As he grew up, David Burrow became more and more of a pacifist. There were many reasons for this view. One was the growing up during the Vietnam War, hearing the body counts and watching the body bags being loaded into the evacuation helicopters on the TV news each night. Another reason was the constant abuse and ridicule he felt from his fellow students in the Mt. Pleasant schools. This made him turn inside himself and shun violence. There was also the mass media--shows like M*A*S*H, which showed war in all its horror and promoted a more peaceful, tolerant world. Finally there were his parents, who lived a simple Christian lifestyle and taught him the words of Jesus--that we should love our enemies.
In high school, one of his few real friends, a classmate named Ed, solidly declared himself as a conscientious objector. Mr. Burrow really had no clue what that meant, but he did some research and found out that a conscientious objector was someone who was morally opposed to war and therefore refused to fight in the military. He also declared himself a conscientious objector, registering with the Central Committee for Conscientious Objectors and the National Interrelgiious Service Board for Conscientious Objectors. He publicized his views widely. In fact he appeared in a brief segment on 30 Minutes, a news program for teenagers that CBS aired in the late '70s, expressing his feelings about conscientious objection. He keeps a videotape of that program to this day.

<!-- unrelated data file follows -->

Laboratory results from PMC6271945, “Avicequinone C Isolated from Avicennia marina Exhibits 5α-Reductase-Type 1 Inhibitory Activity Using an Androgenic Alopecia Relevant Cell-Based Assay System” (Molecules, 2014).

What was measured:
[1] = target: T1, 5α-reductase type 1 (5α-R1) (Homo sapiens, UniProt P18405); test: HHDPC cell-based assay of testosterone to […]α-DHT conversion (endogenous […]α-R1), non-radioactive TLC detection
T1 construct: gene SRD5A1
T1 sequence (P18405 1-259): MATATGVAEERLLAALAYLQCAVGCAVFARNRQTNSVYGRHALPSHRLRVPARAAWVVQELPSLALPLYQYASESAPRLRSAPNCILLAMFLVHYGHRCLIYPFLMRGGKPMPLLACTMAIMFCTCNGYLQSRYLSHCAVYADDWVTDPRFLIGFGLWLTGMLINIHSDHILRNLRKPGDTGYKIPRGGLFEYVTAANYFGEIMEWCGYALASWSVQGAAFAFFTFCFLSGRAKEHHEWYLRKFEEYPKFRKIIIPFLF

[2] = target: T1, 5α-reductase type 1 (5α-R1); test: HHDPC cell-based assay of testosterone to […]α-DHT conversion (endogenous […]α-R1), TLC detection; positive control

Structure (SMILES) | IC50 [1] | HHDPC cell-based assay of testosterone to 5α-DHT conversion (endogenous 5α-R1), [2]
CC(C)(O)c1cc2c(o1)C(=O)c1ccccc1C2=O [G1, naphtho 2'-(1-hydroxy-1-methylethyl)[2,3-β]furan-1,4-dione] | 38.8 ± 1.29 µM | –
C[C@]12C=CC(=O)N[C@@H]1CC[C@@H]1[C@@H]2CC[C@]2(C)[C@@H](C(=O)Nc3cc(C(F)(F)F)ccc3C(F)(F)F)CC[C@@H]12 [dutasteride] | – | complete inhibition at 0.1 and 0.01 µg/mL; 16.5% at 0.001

In college many of Mr. Burrow's friends were involved in the anti-military movement. In fact, one of the people he knew best, Rusty Martin, was a public non-registrant who was billed as Iowa's most famous draft dodger. Rusty got David Burrow involved in campus politics at UNI, and they both went on to high offices in the student association.
While his views have tempered in adulthood, Mr. Burrow is still very much a pacifist. Today he considers himself not so much anti-military as pro-peace. He is strongly opposed to the war-mongering of the current administration. He found it very sad and ironic that President Bush could claim to be pro-life when he was personally responsible for the death of thousands of American soldiers in Iraq.
Mr. Burrow continues to support charities and organizations that work toward this goal. His constant prayer is that nations throughout the world can learn to live and work together to make the world a better place for everyone.
Mr. Burrow being filmed at his home for his segment on conscientious objection
on the 30 Minutes news program for teenagers on CBS Television -- 1979
Links to other sites on the Web
NEXT (Off to College)
CBS Television Network
Iowa Senate Democrats Communications Director (Rusty Martin)
Center on Conscience and War (successor to NISBCO)
War Resisters' League
American Friends Service Committee
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